FLAMING RETORT: Whither Anonymous, our new generation of cyberfreedom fighters?

Welcome to another installment of the controversy-soothing and crack-paper-overing Naked Security column, Flaming Retort!

As explained in the first Flaming Retort, this column does not exist to praise our readers’ best flames, nor to repeat them merely in the name of perverse humour, nor to return fire in the wearisome tradition of a flame war.

The goal of Flaming Retort is to comment on a few vigorously held opinions in order to see whether things really are as clear cut – or as polarised – as the flamers might think.

And what better topic than Anonymous?

You either get it or you don’t. You’re either for it or against it. You’re either a member or you’re not. It either exists or it doesn’t. You either hang out at 4chan, or – I think you know where this is going – you don’t.

Anonymous is a strange beast.

It has recently attracted a surprising amount of support, some vigorous and uncompromising. Indeed, one of the most aggressively rude and unsociable comments on this site is also the one which has attracted the biggest positive vote:

Hi. You're going to call off your rigorous investigation. You're going to publicly state that there is no underground group. Or... these guys are going to take your balls. They're going to send one to the New York Times, one to the LA Times press-release style. Look, the people you are after are the people you depend on. We cook your meals, we haul your trash, we connect your calls, we drive your ambulances. We guard you while you sleep. Do not... f*** with us.

Of course, this isn’t actually a real flame. It doesn’t even have any original content. It’s just a cut-and-paste from the script of the pre-dot-bomb era film Fight Club. And the votes probably aren’t real, either, as a responder points out:

Looks like the Anonymous vote bots have been at this comment.

The Fight Club commenter clearly favours Anon. But not everyone likes everything about it. In particular, one commenter, who doesn’t express any negative opinion about Anon’s overall je ne sais quoi, nevertheless offers the pithy – and undeniably acute – observation that:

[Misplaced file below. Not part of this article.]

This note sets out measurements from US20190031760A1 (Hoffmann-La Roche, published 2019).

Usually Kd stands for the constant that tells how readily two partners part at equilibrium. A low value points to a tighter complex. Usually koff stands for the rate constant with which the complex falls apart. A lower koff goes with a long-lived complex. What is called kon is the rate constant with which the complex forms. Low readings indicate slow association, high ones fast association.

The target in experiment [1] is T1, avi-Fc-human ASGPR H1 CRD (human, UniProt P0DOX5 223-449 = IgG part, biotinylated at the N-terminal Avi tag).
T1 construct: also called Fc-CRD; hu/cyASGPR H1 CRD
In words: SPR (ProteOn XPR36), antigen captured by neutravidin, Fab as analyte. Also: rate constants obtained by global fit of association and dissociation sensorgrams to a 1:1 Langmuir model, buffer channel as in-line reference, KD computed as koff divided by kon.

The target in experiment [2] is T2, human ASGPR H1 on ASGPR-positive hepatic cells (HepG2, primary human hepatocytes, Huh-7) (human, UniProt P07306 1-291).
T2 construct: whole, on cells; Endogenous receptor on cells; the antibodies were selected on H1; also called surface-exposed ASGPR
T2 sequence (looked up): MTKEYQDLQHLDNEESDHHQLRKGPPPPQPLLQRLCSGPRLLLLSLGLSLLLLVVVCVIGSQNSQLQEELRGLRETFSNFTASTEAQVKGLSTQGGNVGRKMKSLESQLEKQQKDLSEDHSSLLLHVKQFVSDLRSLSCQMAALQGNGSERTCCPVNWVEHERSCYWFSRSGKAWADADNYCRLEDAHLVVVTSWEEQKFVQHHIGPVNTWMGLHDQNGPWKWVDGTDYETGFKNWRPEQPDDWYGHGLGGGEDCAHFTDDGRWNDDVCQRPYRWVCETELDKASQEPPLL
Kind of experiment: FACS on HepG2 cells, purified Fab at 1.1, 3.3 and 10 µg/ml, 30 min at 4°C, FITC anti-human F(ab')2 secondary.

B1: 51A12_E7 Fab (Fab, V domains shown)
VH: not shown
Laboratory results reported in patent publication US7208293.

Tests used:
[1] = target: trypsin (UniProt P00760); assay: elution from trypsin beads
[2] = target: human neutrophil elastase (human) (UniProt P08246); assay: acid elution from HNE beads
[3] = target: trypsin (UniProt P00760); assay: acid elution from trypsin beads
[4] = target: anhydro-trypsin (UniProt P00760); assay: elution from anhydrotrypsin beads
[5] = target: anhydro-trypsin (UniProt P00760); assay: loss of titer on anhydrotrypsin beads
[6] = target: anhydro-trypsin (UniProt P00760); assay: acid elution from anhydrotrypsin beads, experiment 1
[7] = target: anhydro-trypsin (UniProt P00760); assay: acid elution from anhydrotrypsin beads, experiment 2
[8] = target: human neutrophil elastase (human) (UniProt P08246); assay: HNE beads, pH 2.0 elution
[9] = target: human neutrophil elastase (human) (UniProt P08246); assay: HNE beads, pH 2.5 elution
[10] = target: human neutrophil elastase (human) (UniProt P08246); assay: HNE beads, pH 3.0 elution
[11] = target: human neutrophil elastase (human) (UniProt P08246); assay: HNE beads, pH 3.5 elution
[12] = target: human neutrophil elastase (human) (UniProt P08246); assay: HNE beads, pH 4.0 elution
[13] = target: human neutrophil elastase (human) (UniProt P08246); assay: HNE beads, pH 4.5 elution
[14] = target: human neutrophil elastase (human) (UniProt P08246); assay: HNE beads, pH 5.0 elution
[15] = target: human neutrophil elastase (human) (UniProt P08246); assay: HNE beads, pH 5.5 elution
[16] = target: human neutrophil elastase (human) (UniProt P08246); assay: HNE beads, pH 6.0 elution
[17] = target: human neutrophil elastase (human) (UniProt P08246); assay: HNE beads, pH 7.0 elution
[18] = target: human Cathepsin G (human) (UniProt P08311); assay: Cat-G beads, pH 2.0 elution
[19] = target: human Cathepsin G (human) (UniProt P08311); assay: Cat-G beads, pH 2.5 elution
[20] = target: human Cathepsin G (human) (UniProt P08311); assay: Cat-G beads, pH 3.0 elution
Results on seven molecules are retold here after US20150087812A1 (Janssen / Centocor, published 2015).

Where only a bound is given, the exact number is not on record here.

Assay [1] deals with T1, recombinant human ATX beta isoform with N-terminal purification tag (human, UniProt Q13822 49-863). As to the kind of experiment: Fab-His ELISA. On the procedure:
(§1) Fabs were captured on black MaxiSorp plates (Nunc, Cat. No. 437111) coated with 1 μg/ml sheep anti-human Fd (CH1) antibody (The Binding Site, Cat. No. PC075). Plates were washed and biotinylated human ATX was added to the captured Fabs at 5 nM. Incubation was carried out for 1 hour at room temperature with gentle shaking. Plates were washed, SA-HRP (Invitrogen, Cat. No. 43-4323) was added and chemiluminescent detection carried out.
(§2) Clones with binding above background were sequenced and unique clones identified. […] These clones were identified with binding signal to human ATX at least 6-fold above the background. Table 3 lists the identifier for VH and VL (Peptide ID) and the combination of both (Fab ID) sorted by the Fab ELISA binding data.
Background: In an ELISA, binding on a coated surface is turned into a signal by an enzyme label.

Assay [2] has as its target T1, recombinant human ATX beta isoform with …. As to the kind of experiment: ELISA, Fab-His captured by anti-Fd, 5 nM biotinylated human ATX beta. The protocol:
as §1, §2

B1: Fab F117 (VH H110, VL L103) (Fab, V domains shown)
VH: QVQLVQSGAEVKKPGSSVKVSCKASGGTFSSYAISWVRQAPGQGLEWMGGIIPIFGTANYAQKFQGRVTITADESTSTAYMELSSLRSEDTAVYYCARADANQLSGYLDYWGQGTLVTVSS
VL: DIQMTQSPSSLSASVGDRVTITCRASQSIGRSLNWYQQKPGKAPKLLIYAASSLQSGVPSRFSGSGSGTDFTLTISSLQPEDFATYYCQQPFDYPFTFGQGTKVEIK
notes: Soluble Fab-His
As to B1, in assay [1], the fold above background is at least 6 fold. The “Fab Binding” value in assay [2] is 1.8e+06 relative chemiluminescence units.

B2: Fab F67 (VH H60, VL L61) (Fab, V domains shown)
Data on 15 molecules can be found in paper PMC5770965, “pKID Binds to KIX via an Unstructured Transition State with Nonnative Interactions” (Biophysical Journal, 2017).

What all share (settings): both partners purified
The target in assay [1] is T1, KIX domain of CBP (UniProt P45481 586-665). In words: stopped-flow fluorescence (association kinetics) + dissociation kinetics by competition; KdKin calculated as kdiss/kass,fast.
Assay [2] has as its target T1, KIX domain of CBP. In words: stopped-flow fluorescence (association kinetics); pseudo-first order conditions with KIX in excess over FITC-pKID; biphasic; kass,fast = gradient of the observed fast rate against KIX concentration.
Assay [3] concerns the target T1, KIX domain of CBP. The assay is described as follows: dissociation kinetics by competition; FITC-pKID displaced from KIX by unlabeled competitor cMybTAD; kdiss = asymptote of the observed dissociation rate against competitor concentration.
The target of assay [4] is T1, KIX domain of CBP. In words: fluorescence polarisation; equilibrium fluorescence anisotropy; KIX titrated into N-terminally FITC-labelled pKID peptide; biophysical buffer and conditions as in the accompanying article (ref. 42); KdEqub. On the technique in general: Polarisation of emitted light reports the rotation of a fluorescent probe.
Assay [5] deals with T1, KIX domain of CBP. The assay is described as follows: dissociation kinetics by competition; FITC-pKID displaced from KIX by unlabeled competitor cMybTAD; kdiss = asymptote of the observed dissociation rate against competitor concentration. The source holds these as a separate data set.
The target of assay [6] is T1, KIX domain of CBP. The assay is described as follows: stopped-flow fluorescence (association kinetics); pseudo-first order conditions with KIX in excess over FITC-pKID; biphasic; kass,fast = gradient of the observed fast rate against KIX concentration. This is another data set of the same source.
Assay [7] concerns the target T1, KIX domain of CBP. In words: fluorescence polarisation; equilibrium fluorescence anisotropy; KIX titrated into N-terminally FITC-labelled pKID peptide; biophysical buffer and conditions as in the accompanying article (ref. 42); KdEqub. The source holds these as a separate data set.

Anon are terrible hackers. A true hacker, well, never leaves a trace he was even on the system.

This, as it happens, is one of the comments with the greatest number of negative votes. Hell hath no fury, it seems, like a faceless group scorned.

Where does this get us? Should you join Anonymous? Should you start reading 4chan? (That’s a rhetorical question. One doesn’t so much read 4chan as flounder in it.) Should you join DDoS attacks to prove your social conscience?

Are you really a hacktivist if you anonymously follow the bidding of a bunch of unknowns (literally, if not figuratively) into online activities which you might later regret? If you get caught, will it actually have been worth it?

At the risk of sounding like an Angry Young Man whose anger is now a thing of the past, let me offer today’s web-savvy youngsters some advice.

This quandary – to belong to a possibly-vibrant, probably-illegal, but perhaps unsavoury group – seems surprisingly like the “deal” offered by the virus-writing scene 20 years ago. Back then, to youngsters who thought that the counterculture had something to offer but weren’t too sure whether they actually wanted to break the law, I suggested trying something more ambitious – and socially more useful – instead.

Virus-writing then, like DDoSing now, doesn’t require much intellectual skill. It teaches nothing that cannot be learned more easily in reputable ways. It frequently harms the innocent. And you spend the next ten years hoping no-one will notice you were actually part of the scene. Writing some decent code, however, which actually helps people, is great fun and educationally useful. And you can even put it on your C.V. and take pride in your achievements.

Here’s a suggestion. If you’re straining to be socially relevant and helpful to those less fortunate than you, but you’re not yet ready to sell all your possessions, leave the comfort of your home and go drilling drinking wells in Africa, you can still contribute.

Indeed, you can be a proud and public hacktivist, without going anywhere near Anonymous. There are many places to start. Here’s one. Click and find out more.

(Why not watch this video? That’s Johnny Long, of Hackers for Charity dot Org, talking at Defcon 17 in 2009. Listen right through, until you hear him say, “Make a difference. Do something.”)